5 Tips to Reduce & Manage your Employees’ Emotions Under Pressure
by Raneen JamaledinePublished on November 1, 2017
Emotions and pressure come hand in hand with the working environment. This is especially seen in smaller business operations given the lower amount of resources and higher expectations. Emotional levels vary across individuals; many of which are unable to control them effectively. Pressure is also a given in companies. Employees should complete and execute their tasks within a set time frame.
Some employees are more productive under pressure and many others can crumble under such circumstances. Emotional outbursts and dealing with pressure are normal across any organization. Trying to eliminate them is not the answer. The key here is being effective in maintaining both emotions and pressure and knowing how to deal with them appropriately.
The following tips can help reduce and manage your employee’s emotions under pressure:
You need to recognize changes in your employee’s behavior and mood. By noticing negative changes early on you are able to get to the roots of the problem before they hurl out of control. Sudden changes in an employees productivity levels, absences from work or anything related to work output are alarm bells. These are usually signs indicative of emotional dilemmas and/or stress from pressure in which you need to be constantly aware and prepared for. Make this a priority within your business and get your employees in the habit of also noticing changes from their colleagues.
Maintain a positive attitude
Negative working energy can be a domino effect. It can literally take over the ambiance of the workplace and impact negatively on the motivation of each employee. Keeping a positive attitude, even when some employees make it hard to do so, can re-enthuse self-esteem and motivation. It can also reduce the levels of pressure. In times of pressure, send out messages of encouragement. Learn not to criticize your employees; it just makes them feel even worse. Make your employees not second-guess themselves, even when mistakes or poor judgments are made, but rather instill confidence. Keep on smiling and maintain composure during the rough times to further build positive momentum to keep your employees pushing forward.
Adopt workplace health strategies
Everyone can always benefit from time-out. Putting in place workplace health strategies can assist in alleviating emotions and pressure. Consider weekly onsite yoga sessions or setting up a relaxation room (e.g. music, punching bags, exercise machines); a room where employees can have their time away to re-evaluate and recollect emotions. Increasing the well-being of your employees can empower themselves to effectively regulate their emotions and minimize negative reactions when under pressure.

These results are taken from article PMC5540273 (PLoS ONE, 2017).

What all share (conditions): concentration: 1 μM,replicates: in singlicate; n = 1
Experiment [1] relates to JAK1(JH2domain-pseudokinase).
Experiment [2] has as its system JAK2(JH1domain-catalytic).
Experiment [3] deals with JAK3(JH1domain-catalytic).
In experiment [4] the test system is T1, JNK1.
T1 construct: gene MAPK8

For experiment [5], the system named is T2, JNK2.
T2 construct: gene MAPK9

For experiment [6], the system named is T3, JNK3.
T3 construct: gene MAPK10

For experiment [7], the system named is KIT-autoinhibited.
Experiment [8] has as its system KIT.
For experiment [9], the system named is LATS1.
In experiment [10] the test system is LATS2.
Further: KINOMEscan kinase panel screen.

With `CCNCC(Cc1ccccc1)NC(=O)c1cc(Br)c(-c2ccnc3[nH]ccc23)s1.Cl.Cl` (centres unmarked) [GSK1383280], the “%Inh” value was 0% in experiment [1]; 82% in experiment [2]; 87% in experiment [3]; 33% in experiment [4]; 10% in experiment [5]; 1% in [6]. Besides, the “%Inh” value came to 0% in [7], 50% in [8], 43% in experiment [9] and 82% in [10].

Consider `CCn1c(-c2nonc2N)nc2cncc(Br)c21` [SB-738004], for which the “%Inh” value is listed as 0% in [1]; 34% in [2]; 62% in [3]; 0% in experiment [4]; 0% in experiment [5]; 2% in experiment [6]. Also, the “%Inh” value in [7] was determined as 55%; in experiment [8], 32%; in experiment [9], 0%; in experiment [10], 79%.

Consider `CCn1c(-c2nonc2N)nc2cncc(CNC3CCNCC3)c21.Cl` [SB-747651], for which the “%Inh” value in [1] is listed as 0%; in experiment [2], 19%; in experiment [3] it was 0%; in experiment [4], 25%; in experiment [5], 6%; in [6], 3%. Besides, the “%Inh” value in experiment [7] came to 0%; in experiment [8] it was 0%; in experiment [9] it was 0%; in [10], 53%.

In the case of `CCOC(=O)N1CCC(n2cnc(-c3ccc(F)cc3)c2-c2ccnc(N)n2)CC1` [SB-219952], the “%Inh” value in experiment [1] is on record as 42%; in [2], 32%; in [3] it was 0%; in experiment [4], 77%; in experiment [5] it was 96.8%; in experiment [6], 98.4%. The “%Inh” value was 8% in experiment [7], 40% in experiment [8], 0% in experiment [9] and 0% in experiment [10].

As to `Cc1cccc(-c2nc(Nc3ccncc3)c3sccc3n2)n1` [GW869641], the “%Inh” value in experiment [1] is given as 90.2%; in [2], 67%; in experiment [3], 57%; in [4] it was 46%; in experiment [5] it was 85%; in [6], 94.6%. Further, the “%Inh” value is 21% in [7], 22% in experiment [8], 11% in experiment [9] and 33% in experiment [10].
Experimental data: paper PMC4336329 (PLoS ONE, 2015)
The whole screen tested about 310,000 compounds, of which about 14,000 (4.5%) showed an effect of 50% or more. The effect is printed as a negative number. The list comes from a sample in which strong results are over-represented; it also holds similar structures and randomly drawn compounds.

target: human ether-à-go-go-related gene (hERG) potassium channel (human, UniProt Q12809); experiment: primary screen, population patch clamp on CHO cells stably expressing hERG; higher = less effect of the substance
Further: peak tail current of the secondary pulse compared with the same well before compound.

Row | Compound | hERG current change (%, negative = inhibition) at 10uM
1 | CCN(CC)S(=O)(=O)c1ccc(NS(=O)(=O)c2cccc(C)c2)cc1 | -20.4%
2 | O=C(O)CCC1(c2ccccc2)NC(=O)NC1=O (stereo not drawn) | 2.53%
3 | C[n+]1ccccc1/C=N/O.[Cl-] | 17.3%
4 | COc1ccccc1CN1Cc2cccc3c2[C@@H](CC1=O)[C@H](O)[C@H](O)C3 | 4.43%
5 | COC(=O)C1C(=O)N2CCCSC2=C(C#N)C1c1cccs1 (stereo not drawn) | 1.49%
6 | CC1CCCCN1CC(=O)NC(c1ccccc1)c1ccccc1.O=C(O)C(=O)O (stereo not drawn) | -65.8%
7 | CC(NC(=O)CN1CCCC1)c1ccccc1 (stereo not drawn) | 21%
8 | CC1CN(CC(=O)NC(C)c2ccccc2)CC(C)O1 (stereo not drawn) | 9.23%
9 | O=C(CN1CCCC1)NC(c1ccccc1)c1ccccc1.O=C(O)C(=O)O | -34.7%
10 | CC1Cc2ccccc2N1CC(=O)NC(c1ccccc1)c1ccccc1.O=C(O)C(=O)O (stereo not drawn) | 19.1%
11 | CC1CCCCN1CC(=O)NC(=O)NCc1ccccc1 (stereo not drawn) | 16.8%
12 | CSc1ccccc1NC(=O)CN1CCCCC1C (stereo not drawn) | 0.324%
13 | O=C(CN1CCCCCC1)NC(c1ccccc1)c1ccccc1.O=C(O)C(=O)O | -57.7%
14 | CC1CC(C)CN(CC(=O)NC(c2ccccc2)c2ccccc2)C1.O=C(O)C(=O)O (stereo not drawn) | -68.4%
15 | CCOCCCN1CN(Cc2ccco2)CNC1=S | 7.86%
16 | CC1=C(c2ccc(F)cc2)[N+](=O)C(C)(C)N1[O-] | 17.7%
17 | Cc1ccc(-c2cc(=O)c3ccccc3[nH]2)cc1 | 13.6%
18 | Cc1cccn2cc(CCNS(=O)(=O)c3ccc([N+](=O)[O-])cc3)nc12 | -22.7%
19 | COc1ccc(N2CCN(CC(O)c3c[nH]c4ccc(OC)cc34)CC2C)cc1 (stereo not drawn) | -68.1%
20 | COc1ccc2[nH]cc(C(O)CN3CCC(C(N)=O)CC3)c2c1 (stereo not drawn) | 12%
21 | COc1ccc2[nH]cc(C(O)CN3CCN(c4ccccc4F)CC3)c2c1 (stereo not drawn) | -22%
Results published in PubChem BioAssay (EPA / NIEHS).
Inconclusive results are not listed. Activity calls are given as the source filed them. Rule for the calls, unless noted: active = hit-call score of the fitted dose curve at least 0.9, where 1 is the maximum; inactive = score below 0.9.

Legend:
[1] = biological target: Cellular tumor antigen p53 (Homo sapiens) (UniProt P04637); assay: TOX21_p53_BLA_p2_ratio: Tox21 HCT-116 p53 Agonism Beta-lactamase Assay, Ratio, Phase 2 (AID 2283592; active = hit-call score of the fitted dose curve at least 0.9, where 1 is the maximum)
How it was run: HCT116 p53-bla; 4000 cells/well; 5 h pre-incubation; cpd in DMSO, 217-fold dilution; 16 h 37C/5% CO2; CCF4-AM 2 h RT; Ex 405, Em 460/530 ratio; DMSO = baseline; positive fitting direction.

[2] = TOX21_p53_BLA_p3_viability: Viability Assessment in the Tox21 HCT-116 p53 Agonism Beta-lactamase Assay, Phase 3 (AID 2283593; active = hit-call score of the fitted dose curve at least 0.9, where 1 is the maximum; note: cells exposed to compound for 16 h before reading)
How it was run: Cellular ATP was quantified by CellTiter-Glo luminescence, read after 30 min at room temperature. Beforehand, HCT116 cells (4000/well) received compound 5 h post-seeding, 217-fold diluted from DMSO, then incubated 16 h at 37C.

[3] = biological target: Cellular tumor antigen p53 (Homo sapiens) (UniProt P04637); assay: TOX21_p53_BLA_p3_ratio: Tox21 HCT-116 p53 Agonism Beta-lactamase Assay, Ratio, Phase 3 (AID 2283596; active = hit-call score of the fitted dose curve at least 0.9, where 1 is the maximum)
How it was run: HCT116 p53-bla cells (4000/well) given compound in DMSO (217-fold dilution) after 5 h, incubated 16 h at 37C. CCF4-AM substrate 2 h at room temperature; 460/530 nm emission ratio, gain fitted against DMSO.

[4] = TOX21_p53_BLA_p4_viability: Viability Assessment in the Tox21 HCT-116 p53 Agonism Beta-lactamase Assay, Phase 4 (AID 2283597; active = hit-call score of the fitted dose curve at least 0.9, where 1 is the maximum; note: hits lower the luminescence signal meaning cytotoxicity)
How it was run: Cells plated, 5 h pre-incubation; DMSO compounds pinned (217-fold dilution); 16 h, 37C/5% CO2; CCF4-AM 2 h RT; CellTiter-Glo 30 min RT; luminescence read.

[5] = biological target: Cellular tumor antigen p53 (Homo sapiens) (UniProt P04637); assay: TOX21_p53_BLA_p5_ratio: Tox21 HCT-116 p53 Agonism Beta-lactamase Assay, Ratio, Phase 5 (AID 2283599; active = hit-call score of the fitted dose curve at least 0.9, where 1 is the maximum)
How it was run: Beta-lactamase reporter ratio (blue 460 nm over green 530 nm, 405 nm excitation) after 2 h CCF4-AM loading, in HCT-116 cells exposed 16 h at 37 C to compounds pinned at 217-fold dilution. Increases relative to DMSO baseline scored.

Support is always a great backbone for employees. Whether it is support from fellow co-workers or management, both are essential in helping employees bounce back. Support not only allows employees to feel they have someone to turn to, but it also helps keep the working environment stable and productive. Sometimes, all an employee needs are to talk it out. Getting things off one’s chest can relieve emotions and pressure when having someone to blow off their steam! Communication is indeed a great asset as a manager and one that can make a difference in times of emotions and pressure. Leaders should set an example for their employees during these difficult times, by inspiring and giving hope.
Set realistic expectations
Plan work schedules that create realistic time frames and tasks to be completed for employees. Don’t throw a whole heap of a workload at any one given time. Plan ahead appropriately and divide tasks accordingly. That said, however, you should also consider investing in time management workshops that educate employees how to prioritize and manage workloads. Adopting these tips is essential to maintaining a professional and positive working atmosphere. Don’t be someone who pushes asides these situations or you will be faced with an escalating downpour of unfit workers.When you allow your employees to bottle up their emotions, the more havoc it will bring. Not only to you but to your company too! When you plan ahead and create a plan that can effectively alleviate the inevitable nature of emotions and pressure, then this will allow you to take sound control when such triggers do arise.
Case study: University College London (UCL) makes it their upmost priority to keep their staff happy and satisfied. They have integrated a ‘management standard’ program that supports their employees when emotions and pressure surface. Through training sessions, support network, on-going communication and feedback as well as providing resources, they have successfully been able to promote a working atmosphere where employees and management are able to deal effectively when difficulties do arise. In addition, the College promotes this by posting postersacross their departments to consistently remind employees of the importance of their employee’s welfare.